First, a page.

Chile and Argentina


In Patagonia

Pictures of an Expedition

By Susan Farewell



“Patagonia is a beautiful gift for your spirit.”

So said Francisco Cárdenas Marusic, an expedition guide on the M/V Stella Australis, the expedition ship I recently traveled on in one of the most remote wilderness regions in the world: Southern Patagonia and Tierra del Fuego.

The words were like magic to me, instantly taking away the anxiety I had about having to disconnect from the world for five days. What unfolded in the following days was a complete letting go and living in the moment.

Some of the moments were spent just looking out the window from my bed, propped up with pillows, tea or coffee cupped in hands. My cabin had a wide floor-to-ceiling window which was constantly filled with beauty—be it in the form of fjords, virgin forests that seemingly went on forever, the vast expanse of the Strait of Magellan or wind-sculpted icebergs floating like croutons in soup. I was too distracted to read, let alone want to think about mundane chores such as the e-mails I was unable to receive.

Patagonia Cruises

I was traveling with a small group of colleagues so we had our own little community onboard. But I also felt an almost-instant camaraderie with the other passengers who hailed largely from Western European countries (especially Switzerland, Austria and Germany), the UK, Australia and elsewhere in South America and the States. Within minutes of meeting one another, we’d inevitably launch into sharing stories of other meaningful trips we’d taken. We’d snap photos of one another on the decks, backdropped by are-we-really-here scenery. And we seemed to forever be exchanging looks that said, “Wow, it is so cool that we are doing this.”

We all came together for what was the highlight of the journey for me—sailing through the northwest arm of the Beagle Channel through “Glacier Alley.” There we collectively watched—as if in a theater—as we passed one glacier after another.

Our days of traveling through the Strait of Magellan and the Beagle Channel were punctuated by excursions to nearby islands and peninsulas. We’d pile into Zodiacs and tear through the icy water, occasionally squealing as a curtain of icy spray would soak us all (glad I followed the packing list suggestions of waterproof pants and parka).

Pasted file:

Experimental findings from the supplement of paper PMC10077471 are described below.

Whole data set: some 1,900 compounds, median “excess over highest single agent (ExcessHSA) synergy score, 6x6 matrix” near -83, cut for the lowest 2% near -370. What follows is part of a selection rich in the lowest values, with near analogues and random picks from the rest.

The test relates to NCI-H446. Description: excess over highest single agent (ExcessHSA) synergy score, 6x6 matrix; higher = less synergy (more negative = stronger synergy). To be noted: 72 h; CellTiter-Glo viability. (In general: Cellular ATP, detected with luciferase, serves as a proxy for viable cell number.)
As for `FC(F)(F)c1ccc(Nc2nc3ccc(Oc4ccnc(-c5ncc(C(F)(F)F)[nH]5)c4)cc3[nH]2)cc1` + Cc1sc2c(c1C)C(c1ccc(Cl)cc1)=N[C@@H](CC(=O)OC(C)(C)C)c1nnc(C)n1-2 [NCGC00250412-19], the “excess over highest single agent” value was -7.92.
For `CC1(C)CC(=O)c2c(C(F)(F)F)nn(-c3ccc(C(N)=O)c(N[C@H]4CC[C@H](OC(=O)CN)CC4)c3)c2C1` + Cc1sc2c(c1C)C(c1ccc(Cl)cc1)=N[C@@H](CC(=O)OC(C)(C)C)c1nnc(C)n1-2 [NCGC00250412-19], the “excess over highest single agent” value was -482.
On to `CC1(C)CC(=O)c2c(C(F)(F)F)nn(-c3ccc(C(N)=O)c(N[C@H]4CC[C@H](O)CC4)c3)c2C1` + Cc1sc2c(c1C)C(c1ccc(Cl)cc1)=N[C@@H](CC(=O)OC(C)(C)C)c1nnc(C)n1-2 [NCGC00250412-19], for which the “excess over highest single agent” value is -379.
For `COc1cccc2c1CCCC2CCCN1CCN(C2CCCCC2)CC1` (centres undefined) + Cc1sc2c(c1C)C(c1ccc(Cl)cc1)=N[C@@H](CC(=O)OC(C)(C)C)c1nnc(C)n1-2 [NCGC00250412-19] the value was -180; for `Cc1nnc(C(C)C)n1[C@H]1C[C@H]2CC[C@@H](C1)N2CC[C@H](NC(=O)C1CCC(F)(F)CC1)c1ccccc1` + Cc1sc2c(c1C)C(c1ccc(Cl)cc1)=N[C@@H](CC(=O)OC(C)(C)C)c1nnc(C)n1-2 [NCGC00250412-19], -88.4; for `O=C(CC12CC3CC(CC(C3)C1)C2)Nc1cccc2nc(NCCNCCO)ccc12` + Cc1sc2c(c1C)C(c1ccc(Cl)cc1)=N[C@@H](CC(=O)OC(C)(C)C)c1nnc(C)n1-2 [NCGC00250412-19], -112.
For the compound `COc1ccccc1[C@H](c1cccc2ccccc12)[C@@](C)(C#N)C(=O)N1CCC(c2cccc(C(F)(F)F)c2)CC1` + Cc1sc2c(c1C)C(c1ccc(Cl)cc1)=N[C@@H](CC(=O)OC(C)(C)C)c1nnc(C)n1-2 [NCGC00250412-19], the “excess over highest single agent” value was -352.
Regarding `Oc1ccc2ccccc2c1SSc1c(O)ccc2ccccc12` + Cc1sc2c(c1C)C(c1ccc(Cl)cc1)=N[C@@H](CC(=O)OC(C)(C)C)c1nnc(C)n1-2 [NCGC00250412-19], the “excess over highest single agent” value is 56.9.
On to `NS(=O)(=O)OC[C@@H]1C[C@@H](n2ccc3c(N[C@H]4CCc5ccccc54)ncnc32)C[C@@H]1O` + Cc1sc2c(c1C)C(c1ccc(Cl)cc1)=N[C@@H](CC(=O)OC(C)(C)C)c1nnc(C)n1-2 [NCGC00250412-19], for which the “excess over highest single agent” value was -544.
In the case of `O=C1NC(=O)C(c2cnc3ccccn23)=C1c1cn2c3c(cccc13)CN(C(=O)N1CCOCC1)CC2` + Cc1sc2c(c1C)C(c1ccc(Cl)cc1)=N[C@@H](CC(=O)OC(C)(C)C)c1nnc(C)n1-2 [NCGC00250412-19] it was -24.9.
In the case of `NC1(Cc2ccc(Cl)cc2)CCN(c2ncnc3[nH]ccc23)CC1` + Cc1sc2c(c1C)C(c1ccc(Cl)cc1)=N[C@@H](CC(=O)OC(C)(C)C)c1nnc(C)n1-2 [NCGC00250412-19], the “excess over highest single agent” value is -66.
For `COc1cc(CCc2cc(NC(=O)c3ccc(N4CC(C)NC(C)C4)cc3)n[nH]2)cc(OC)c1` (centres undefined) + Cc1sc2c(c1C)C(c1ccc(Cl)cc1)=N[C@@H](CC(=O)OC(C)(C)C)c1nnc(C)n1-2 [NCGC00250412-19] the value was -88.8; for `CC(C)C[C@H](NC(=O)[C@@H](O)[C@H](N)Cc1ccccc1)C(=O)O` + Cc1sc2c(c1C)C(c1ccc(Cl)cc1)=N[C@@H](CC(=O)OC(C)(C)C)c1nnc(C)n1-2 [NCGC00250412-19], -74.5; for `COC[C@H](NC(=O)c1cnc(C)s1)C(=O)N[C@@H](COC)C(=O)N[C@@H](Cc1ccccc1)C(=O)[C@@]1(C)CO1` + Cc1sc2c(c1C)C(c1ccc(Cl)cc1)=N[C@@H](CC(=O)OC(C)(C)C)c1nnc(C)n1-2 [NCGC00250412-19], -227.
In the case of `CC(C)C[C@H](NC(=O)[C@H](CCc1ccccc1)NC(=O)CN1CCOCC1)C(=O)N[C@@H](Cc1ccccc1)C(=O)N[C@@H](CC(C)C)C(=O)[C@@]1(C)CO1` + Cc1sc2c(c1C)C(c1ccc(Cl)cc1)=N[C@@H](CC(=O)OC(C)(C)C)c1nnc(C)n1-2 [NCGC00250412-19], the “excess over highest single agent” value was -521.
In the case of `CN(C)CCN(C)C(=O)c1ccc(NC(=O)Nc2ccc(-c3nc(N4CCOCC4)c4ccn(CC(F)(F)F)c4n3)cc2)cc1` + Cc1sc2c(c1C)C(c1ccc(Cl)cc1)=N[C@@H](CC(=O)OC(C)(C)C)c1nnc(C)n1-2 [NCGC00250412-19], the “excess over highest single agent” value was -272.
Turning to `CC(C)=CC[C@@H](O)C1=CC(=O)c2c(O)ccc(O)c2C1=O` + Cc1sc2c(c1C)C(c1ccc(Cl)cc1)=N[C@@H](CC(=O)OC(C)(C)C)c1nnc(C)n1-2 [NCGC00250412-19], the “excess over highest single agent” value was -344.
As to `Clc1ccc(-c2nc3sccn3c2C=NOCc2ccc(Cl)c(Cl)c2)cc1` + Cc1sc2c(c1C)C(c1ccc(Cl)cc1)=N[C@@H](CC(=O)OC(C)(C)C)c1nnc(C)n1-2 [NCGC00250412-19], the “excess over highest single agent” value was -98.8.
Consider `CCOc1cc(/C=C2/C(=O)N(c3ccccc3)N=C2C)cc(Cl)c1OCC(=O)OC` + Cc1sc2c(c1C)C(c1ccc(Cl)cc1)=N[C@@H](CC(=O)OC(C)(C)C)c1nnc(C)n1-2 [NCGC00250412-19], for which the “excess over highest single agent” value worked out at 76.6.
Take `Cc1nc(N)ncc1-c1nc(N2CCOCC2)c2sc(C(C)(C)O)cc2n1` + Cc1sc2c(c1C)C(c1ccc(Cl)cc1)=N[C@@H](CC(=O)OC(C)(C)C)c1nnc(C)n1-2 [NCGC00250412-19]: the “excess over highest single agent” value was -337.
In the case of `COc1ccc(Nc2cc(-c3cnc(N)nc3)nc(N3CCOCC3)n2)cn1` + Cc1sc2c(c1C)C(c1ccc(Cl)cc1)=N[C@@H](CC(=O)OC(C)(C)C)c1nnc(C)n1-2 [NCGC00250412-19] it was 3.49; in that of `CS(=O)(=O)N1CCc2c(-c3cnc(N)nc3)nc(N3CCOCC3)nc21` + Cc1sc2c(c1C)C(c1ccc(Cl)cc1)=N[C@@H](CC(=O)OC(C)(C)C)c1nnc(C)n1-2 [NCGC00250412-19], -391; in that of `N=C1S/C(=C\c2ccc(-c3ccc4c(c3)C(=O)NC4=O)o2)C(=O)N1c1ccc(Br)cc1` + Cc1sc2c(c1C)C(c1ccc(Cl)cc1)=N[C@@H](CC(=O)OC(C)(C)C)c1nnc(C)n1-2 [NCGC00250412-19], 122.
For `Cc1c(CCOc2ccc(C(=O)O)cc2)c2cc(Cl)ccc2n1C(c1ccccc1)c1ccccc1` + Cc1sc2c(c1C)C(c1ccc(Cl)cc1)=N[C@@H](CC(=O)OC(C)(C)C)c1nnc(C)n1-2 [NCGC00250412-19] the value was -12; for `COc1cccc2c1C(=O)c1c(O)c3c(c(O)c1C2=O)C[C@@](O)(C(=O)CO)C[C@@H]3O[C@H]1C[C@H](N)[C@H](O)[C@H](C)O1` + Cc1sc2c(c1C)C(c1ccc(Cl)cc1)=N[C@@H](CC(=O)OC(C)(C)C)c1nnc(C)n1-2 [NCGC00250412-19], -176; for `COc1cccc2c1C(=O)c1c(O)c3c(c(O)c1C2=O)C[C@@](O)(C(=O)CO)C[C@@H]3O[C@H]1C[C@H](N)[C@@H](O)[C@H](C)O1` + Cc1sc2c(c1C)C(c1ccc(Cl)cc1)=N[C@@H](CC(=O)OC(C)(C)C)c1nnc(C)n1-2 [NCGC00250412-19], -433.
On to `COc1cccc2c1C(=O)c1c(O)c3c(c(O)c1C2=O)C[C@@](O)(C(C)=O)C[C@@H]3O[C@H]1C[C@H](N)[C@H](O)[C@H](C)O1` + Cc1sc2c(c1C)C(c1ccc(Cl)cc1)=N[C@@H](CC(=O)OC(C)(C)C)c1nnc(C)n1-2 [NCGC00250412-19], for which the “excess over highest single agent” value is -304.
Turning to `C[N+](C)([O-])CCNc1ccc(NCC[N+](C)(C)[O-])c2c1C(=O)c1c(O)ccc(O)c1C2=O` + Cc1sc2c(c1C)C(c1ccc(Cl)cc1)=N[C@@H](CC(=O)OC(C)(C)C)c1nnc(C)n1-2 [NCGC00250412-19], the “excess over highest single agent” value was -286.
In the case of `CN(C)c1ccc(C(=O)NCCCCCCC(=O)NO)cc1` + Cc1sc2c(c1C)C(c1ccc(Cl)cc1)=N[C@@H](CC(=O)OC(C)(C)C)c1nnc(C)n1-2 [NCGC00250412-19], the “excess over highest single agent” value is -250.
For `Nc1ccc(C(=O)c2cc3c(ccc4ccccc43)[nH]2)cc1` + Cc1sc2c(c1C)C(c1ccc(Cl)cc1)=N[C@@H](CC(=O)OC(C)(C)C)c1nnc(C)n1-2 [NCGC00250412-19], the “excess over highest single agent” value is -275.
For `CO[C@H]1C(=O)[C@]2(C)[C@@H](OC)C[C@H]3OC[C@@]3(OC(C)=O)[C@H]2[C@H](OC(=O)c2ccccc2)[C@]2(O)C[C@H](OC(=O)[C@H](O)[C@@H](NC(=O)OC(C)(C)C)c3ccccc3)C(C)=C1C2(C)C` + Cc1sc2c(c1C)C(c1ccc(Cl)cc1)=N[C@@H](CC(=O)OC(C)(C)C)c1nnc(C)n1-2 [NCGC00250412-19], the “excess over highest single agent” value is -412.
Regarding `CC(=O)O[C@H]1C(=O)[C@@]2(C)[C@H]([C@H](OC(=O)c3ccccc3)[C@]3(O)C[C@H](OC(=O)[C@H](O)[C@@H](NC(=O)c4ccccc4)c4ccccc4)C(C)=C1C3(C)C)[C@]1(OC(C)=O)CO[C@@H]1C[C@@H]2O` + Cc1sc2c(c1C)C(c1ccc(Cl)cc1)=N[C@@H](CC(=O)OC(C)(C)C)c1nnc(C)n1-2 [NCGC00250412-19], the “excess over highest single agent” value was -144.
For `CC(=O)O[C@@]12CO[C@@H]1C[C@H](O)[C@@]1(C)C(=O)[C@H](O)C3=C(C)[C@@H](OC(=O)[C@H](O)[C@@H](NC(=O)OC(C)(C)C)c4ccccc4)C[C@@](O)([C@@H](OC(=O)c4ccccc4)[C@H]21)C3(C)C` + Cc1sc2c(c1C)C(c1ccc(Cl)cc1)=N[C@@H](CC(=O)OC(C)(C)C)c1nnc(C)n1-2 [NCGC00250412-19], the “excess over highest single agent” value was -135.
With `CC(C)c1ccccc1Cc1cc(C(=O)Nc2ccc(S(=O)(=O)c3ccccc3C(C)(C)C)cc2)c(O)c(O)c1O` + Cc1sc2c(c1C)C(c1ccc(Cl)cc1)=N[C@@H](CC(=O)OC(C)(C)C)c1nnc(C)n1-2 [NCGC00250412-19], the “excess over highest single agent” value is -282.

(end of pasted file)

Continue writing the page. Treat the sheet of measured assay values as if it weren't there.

Once on shore, our naturalist led the way, telling us about the creatures we’d spot which included voluminous elephant seals, Magellanic Penguins, and Patagonian Cormorants. He’d point out various plants and flowers and explained how they not only managed to endure the relentless weather hardships, but actually triumphed, perpetuating themselves into bigger, stronger, we-will-survive species.


There were some very memorable hikes—one taking us up close to a glacier, another following the footsteps of Darwin and the Yamana aboriginal people he encountered, and another, across Cape Horn’s wind-stripped landscape. At the end of every outing, we’d be treated to hot chocolate or whiskey—always just what the doctor ordered.

Cape Horn

Meals on board ship included lots of local fish, crab and lamb—which is hugely popular in Patagonia. There were also Chilean and South American favorites including ceviche, empanadas and of course, rice and beans. Carefully selected wines accompanied the courses and all matter of flans and cakes completed the picture.

Evenings always started off with briefings about the next day’s excursions along with history and science presentations. And later, shipboard gaiety prevailed, with karaoke and bingo nights and international conversations often evolving in to all-in-good-fun arguments. One of the highlights of the last night’s Farewell Dinner was a raffle where the winner (not me…maybe next time) got the now tattered flag that proudly adorned the ship’s bow through our trip. And there was an auction—where the highest bidder walked away with the actual navigational map that was used for our voyage (also not me, maybe next time).

Sometime during the closing festivities, our ship had reached its final destination Ushuaia on Tierra del Fuego, the southernmost city in the world. And with that, the world I’d abandoned for several days suddenly intruded. I heard the tones of e-mails loading into my iPhone. As I reached for it, something stopped me. It can all wait, I thought, as I switched the sound to the off position. I’d been to the end of the world, and I wasn’t so quick to leave it. As you can see by the smile on my face, home could wait.

Susan Farewell

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